China’s interest-rate increases and U.S. Treasury Secretary Timothy F. Geithner’s commitment to a strong dollar suggest the nations may have reached a currency accord, Bank of New York Mellon Corp. said.
“The timing of this week’s comments and policy shifts at least allows the possibility that some agreement has been reached,” Simon Derrick, chief foreign-exchange strategist in London, said today in an e-mailed note. “If some kind of accord has been reached then this would be hugely significant, signaling trend reversals in a wide range of markets.”
Geithner is traveling this week to Gyeongju, South Korea, to meet with Group of 20 counterparts as tensions heat up over China’s currency. He delayed a report on foreign-exchange markets last week, saying the yuan remained undervalued and that China needed to show continued commitment to allowing the currency to rise against the dollar over time. The People’s Bank of China unexpectedly raised its benchmark lending and deposit rates yesterday, the first increase since 2007.
Geithner said two days ago that the U.S. will work hard to “preserve confidence in a strong dollar.” Following the June meeting of Group of 20 leaders in Toronto, members said in a statement they agreed that “monetary policy will continue to be appropriate to achieve price stability,” and endorsed targets to cut deficits.
“The first part of any accord would certainly require the U.S. not to call China a currency manipulator and to show greater support for its own currency,” Derrick wrote. In return, China might need to “signal that it was prepared to allow the yuan to move at a faster pace,” he said.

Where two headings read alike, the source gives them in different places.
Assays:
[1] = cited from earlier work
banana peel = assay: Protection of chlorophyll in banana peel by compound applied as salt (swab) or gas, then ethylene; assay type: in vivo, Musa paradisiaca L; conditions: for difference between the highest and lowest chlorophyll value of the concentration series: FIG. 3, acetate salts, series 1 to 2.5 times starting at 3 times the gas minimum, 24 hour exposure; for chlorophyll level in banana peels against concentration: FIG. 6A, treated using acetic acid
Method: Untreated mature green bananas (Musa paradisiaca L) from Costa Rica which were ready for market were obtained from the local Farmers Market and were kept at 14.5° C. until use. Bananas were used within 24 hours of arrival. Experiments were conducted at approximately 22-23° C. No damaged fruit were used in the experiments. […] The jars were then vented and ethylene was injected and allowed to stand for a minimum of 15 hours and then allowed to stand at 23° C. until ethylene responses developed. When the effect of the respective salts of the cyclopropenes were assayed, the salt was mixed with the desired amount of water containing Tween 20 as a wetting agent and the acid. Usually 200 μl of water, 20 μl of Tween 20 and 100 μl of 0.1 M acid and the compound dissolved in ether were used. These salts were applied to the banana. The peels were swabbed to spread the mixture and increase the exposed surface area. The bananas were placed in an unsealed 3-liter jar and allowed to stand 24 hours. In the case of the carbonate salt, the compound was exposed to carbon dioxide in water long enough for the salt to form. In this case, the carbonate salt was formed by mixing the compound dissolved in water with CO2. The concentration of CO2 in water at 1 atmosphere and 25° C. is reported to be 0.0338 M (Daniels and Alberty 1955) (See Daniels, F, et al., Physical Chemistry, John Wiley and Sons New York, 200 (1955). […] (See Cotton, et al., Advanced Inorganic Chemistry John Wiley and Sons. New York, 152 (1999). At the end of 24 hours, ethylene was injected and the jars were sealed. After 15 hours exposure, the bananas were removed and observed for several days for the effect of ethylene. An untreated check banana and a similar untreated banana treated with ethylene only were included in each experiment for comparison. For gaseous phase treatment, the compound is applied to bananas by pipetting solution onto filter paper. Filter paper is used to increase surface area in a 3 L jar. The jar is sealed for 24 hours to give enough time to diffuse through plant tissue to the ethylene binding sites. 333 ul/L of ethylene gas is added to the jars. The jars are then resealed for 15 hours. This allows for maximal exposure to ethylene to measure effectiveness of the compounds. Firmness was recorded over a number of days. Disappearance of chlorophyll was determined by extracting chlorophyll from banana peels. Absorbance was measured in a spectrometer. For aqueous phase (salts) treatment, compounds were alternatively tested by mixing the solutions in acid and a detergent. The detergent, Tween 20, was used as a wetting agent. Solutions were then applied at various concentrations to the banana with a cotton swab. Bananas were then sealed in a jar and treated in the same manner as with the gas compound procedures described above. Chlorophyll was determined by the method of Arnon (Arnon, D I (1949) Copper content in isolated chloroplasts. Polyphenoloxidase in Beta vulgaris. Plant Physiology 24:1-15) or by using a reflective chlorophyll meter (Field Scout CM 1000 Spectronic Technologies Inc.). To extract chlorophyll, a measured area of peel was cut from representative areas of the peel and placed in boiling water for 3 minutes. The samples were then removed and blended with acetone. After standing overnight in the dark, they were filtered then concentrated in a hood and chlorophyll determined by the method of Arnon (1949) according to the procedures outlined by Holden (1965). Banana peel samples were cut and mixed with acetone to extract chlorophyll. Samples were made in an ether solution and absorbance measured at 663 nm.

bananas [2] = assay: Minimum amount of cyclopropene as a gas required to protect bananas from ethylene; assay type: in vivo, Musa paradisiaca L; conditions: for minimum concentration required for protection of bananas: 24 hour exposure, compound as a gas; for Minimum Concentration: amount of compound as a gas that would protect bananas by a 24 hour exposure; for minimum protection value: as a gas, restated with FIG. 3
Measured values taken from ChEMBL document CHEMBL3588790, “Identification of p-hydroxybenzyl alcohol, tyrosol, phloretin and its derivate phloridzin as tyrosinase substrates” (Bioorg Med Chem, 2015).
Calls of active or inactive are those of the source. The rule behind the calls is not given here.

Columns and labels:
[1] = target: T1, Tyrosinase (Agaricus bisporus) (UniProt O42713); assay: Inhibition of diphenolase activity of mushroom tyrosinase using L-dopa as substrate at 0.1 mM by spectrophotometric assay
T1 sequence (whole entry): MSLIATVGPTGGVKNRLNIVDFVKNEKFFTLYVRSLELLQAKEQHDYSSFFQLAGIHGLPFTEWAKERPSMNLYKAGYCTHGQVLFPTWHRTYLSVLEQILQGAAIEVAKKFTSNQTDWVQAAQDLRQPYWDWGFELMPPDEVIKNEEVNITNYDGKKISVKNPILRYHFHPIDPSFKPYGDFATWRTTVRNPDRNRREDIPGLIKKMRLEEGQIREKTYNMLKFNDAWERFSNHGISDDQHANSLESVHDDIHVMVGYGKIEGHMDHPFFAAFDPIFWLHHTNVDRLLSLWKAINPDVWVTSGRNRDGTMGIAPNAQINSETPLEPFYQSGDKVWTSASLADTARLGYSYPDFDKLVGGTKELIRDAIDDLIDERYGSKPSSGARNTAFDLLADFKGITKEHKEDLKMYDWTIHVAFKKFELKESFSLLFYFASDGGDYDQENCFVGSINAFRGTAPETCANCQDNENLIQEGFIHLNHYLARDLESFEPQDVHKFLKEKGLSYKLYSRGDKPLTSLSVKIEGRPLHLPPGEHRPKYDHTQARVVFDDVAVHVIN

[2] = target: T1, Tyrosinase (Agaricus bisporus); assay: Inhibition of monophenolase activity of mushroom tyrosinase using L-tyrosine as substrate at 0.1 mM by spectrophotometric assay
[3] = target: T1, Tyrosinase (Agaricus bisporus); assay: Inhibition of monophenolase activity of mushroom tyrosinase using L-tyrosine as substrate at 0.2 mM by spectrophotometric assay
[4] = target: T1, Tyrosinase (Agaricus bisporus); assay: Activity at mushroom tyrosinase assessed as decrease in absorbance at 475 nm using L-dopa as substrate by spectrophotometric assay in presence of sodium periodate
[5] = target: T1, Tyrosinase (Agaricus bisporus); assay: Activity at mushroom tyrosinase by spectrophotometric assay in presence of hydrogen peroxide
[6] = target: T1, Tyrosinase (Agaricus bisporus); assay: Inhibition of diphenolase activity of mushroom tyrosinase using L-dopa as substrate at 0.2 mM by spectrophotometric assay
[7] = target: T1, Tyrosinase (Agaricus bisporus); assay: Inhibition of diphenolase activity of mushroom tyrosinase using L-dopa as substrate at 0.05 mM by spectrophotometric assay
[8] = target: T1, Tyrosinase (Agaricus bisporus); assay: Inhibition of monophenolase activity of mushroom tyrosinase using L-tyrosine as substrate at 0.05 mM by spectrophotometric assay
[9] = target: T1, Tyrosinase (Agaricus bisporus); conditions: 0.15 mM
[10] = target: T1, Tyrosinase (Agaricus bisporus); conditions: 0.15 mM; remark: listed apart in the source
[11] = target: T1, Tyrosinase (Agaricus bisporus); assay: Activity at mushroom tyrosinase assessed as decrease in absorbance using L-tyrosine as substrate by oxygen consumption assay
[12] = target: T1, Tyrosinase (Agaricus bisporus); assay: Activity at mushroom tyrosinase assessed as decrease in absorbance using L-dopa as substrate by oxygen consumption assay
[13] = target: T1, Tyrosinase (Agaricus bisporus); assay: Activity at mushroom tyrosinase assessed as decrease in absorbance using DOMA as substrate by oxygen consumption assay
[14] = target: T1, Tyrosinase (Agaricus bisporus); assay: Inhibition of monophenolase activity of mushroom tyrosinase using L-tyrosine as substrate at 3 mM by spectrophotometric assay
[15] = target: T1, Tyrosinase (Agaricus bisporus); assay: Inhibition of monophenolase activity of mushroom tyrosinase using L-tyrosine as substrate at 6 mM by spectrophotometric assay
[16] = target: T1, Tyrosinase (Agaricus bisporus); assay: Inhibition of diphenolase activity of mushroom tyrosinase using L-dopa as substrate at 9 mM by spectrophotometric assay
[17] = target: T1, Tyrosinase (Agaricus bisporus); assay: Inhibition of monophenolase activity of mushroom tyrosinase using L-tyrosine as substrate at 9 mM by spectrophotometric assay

One way to do this might be to “show a greater willingness to focus with inflationary pressures and less on attempting to keep the yuan competitive,” Derrick wrote in the note.
China’s yuan has strengthened about 2.5 percent against the dollar since the nation scrapped a two-year currency peg on June 19 after its economy improved. The Dollar Index has tumbled more than 10 percent since June amid mounting speculation that the Federal Reserve may increase asset purchases to stimulate the U.S. economy.
China lifted the benchmark one-year lending rate to 5.56 percent from 5.31 percent. The deposit rate was increased to 2.5 percent from 2.25 percent. The nation’s policy makers are trying to curb lending and prevent an asset-price bubble in a country that surpassed Japan this year as the world’s second largest economy.
“China’s rate hike has increased and not decreased the chance of a G-20 agreement,” BNP Paribas SA analysts led by Hans-Guenter Redeker in London wrote in a note to clients today. “We suggest going long Asian currencies.”
The G-20 meeting of finance ministers this week precedes a meeting of national leaders next month in Seoul.
Currencies and trade flows will be at the center of talks among the finance ministers, a U.S. Treasury Department official told reporters today.
Some big emerging-market nations are resisting market forces and keeping their currencies undervalued, creating a competitive dynamic of resisting market forces, the official said, speaking on condition of anonymity. The U.S. wants foreign exchange rates to reflect market forces and economic fundamentals, the aide said.